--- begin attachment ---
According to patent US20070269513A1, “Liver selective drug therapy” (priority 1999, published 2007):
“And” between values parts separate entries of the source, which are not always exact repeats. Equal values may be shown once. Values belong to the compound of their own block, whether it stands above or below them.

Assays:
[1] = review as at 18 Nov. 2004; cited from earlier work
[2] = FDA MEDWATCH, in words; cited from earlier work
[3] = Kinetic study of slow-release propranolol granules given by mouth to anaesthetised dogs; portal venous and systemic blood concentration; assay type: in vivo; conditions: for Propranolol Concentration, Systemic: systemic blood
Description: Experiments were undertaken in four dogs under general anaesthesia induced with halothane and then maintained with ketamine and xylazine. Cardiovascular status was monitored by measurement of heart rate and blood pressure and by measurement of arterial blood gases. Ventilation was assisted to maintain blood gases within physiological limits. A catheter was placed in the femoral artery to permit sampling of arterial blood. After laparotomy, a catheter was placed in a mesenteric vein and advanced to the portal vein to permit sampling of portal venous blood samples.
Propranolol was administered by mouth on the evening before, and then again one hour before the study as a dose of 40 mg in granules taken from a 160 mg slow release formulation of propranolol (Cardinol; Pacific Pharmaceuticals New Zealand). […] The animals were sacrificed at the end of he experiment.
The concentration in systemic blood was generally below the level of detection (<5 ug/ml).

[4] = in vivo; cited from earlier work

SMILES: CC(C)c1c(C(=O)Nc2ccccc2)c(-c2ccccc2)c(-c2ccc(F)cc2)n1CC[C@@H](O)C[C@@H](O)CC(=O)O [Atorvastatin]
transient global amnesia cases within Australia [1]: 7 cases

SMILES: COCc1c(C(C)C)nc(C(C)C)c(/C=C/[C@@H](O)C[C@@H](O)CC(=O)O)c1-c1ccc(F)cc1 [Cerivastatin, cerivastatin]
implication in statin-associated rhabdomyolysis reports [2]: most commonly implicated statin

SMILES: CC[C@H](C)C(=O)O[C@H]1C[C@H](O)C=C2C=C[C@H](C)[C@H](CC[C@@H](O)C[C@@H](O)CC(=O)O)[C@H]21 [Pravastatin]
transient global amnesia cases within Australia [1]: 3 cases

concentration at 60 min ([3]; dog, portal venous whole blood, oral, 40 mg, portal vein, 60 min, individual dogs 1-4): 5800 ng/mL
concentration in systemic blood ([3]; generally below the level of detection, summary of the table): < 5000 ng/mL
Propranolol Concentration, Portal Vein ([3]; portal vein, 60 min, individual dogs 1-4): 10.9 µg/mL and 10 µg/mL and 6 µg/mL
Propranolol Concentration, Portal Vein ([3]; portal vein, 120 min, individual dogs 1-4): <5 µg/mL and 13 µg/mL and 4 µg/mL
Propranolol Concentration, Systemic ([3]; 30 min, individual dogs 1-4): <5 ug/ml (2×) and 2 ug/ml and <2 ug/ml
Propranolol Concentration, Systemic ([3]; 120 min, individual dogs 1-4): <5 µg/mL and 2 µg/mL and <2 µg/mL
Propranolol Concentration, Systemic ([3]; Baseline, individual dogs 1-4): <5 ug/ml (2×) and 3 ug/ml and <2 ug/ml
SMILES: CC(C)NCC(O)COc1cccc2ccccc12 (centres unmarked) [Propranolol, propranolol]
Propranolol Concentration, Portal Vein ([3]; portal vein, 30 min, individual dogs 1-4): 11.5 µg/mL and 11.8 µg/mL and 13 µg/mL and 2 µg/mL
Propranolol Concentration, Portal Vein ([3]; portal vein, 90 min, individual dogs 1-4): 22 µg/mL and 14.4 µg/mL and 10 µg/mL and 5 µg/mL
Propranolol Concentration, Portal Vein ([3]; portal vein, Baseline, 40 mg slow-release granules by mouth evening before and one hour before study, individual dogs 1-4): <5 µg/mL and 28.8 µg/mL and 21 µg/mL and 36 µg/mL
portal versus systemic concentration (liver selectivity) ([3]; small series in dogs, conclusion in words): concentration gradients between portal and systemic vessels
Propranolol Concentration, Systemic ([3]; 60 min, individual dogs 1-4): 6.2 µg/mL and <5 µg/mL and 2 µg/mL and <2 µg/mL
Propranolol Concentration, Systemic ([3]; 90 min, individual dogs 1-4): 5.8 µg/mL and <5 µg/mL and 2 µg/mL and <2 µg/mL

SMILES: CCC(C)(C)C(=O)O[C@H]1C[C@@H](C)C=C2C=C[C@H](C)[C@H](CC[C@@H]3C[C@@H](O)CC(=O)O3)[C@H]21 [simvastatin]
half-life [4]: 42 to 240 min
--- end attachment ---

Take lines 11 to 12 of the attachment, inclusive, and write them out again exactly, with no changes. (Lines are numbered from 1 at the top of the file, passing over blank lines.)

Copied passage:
SMILES: CC(C)c1c(C(=O)Nc2ccccc2)c(-c2ccccc2)c(-c2ccc(F)cc2)n1CC[C@@H](O)C[C@@H](O)CC(=O)O [Atorvastatin]
transient global amnesia cases within Australia [1]: 7 cases